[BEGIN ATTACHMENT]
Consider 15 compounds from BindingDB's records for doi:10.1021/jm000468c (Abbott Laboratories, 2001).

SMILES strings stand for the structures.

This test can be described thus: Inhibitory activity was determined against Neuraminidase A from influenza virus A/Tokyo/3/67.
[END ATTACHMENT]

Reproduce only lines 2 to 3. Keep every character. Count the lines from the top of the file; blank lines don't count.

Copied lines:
SMILES strings stand for the structures.

This test can be described thus: Inhibitory activity was determined against Neuraminidase A from influenza virus A/Tokyo/3/67.